# I Is the second law of thermodynamics a law or a tautology?

1. Aug 28, 2016

### Monsterboy

2. Aug 28, 2016

### phinds

I don't have any deep understanding of the 2nd law BUT I notice that at the very start he sets up a straw-man and then knocks it down. That is trivially easy to do so OF COURSE he immediately concludes that the 2nd law is a tautology. He defines it as a tautology (or being equivalent to one) and then concludes that it is a tautology. I'm not impressed. Now, to be fair, I didn't read the whole article so perhaps he does more than I am aware of to tie his original tautology to the 2nd law.

3. Aug 30, 2016

### Staff: Mentor

I would agree that the 2nd law is a trivial statement, that systems evolve from a low probability state to a high probability state. But i don't see how this makes it a tautology. And I think that it is still very relevant to the question of the arrow of time, even if it may not be the only ingredient there.

What I don't like about the Muller's cosmological argument is that it doesn't explain the "local" arrow of time: systems that are incredibly small compared to any cosmological effect still exhibit an arrow of time.

I think it was Feynman who once said that the real mystery is why the universe started in such a low entropy state.

As an aside, Muller appears as a typical example of some "grand idea" physicists who promote their grand ideas by belittling previous ideas. Most often, it turns out that both the old and the new ideas have some merit.

4. Sep 2, 2016

### Monsterboy

I don't understand how the second law is defined in terms of probability , entropy of the universe continuously increases right ? Isn't that the point of the second law ? What is probability of entropy decreasing in the whole universe? Zero right ? So the increase in entropy is not "most probable" it is the only thing possible ?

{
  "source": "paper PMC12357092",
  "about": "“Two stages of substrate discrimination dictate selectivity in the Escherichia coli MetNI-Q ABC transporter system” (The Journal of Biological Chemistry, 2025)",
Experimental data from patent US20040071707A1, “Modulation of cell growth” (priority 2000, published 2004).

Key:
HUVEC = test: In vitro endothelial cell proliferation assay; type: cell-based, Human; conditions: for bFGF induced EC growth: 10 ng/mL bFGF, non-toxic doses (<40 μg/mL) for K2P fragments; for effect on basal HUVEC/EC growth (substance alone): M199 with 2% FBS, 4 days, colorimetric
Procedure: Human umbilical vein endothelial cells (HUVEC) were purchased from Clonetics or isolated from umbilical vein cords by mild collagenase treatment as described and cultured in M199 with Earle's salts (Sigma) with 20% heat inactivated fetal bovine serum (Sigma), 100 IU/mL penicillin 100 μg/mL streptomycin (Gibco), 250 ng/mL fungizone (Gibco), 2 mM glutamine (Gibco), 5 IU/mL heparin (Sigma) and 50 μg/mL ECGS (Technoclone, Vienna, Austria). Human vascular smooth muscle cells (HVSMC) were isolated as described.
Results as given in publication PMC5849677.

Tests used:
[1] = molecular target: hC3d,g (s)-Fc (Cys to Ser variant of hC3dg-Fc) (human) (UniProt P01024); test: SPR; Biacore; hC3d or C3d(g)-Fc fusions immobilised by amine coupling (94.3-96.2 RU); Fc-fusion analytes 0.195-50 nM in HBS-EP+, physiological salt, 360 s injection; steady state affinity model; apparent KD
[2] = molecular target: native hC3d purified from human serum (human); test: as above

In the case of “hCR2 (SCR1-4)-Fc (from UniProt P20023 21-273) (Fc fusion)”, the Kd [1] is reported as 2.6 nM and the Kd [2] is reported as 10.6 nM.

5. Sep 3, 2016

### Staff: Mentor

The statement that the entropy is continually increasing is itself a probabilistic statement. Start with the definition (from statistical mechanics) of the entropy of a given state: it is the logarithm of the number of ways that the system can be in that state. Now consider fifty coins in a box: there is one way for them to be in the state "all fifty are heads-up", fifty ways for them to be in the state "49 heads and one tails", 1225 ways for them to be in the state "48 heads and 2 tails", and so forth, so those are states of ever-greater entropy. If I start with the box in the "49 heads and one tails" state, after I shake the box it is 1225 times more likely to end up in the higher-entropy "48 heads and two tails" state than in the lower-entropy "All fifty are heads-up" state. It's even more likely to end up in a state of even higher entropy; there are millions of ways to get a 25/25 split.

Thus, the probability that randomly shaking the box will do anything except increase its entropy is very low. If we were talking about the random motions of the $10^{25}$ air molecules in a typical room instead of fifty coins in a box, "very low" would become "utterly inconceivable" - and that's the second law.

6. Sep 4, 2016

### Monsterboy

Thanks Nugatory , what do you think about the relation between the arrow of time and the second law ?

7. Sep 5, 2016

### Pythagorean

I have a similar question, that may perhaps contribute to a more critical look at the thesis of this thread. Particularly, is the 2nd law generalizable to the whole universe? I have seen arguments from physicists both that it is and that it is not (most generally as part of the debate on the heat death of the universe). If you want a refresher on the arguments, see the 'criticism' section of the wiki on the heat death of the universe. It generally boils down to the "entropy of the universe" being undefinable.